Mrs Holmes a Court was cast into the predominantly male world of business after her husband died of a heart attack in 1990, leaving her in charge of his business empire ranging from Australian cattle stations to London's biggest chain of theatres. She has restructured his Heytesbury Holdings group and her custodianship of Stoll Moss Theatres, owner of 10 London theatres including the Palladium, has earned her the reputation as the "Queen of Shaftesbury Avenue".
The judges praised her power, charisma, dynamism and tenacity, which beat off strong competition from four other finalists. Her rivals included Dr Mary-Lorraine Hughes, an academic turned businesswoman who is now chief executive of the Portmeirion Potteries group and Rosalyn Wilton, the most senior woman at Reuters, the giant news agency to financial information group.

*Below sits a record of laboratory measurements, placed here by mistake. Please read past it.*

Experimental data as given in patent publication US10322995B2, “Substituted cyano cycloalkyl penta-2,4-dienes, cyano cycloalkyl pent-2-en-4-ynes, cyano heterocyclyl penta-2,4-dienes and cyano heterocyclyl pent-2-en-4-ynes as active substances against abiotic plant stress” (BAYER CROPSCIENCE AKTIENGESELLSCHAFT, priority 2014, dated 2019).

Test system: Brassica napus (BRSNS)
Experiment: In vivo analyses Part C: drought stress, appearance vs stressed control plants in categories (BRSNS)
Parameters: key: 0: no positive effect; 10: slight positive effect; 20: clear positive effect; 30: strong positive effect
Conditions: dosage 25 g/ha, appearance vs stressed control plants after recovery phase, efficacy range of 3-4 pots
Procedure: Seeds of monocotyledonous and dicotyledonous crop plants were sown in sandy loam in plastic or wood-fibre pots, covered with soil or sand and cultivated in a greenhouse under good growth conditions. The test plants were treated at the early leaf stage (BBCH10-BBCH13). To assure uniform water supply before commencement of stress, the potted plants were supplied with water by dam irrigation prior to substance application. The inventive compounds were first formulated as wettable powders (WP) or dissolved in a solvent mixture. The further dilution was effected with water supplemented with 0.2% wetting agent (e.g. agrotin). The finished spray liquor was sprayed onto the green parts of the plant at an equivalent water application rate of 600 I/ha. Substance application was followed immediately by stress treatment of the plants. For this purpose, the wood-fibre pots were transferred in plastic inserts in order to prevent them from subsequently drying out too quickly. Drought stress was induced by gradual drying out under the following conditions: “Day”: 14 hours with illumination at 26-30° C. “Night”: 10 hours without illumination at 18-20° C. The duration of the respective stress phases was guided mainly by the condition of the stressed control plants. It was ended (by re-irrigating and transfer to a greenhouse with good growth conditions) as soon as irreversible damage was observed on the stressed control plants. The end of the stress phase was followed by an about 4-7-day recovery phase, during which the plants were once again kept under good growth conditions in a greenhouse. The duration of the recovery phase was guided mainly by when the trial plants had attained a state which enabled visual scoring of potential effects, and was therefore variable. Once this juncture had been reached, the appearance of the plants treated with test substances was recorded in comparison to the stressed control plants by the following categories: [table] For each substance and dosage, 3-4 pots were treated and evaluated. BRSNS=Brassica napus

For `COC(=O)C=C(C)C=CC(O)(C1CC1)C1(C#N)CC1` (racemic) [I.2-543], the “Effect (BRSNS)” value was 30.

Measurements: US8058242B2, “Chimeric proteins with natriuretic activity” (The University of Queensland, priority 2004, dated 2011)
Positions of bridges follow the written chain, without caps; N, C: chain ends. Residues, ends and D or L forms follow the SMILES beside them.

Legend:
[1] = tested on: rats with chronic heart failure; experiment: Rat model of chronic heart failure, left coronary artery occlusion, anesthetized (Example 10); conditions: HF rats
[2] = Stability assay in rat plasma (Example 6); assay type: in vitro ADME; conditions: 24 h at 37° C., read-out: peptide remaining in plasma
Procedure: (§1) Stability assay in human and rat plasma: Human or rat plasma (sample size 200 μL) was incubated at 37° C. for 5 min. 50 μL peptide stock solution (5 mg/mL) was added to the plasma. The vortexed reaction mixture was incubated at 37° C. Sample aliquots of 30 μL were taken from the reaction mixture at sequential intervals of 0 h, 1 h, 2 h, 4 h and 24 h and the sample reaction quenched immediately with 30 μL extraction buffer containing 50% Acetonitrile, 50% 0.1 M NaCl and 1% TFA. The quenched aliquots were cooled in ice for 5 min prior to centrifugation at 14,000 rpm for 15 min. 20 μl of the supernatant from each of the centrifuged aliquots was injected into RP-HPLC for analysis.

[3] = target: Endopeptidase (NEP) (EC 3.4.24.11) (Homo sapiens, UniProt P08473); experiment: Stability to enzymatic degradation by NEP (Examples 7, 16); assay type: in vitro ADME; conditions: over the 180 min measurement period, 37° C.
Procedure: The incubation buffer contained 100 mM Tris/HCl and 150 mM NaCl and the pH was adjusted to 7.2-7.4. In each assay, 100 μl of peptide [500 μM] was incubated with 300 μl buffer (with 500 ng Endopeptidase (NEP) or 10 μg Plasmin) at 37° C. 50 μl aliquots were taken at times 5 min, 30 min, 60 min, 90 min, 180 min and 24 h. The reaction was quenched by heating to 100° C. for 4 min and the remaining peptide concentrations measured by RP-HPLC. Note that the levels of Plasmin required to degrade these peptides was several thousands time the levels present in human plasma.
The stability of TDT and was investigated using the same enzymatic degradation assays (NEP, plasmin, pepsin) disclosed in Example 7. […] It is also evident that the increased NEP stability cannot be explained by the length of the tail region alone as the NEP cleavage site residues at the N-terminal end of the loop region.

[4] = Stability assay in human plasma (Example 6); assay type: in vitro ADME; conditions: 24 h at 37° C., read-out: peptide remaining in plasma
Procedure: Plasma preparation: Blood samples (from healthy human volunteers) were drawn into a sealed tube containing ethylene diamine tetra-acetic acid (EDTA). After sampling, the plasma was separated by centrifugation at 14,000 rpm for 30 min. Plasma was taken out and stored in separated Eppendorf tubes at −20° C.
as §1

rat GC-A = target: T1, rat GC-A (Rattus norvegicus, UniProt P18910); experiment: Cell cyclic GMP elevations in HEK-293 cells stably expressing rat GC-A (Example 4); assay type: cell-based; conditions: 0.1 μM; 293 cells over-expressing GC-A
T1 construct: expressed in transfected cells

Mrs Holmes a Court received her award at London's Claridges hotel yesterday from Sir David English, chairman of Associated Newspapers. As well as the title, she and her fellow finalists will visit Reims to be enrolled as a Friend of the Widow, Nicole Ponsardin, later Madame Clicquot, in whose name the award is made.
Mrs Holmes a Court's life has paralleled that of Madame Clicquot, who, after her husband died in 1805, inherited a champagne business. Ruper Clevely, managing director of Veuve Clicquot in the UK, said there were many similarities. "One of the things Janet Holmes a Court certainly has shown is tenacity."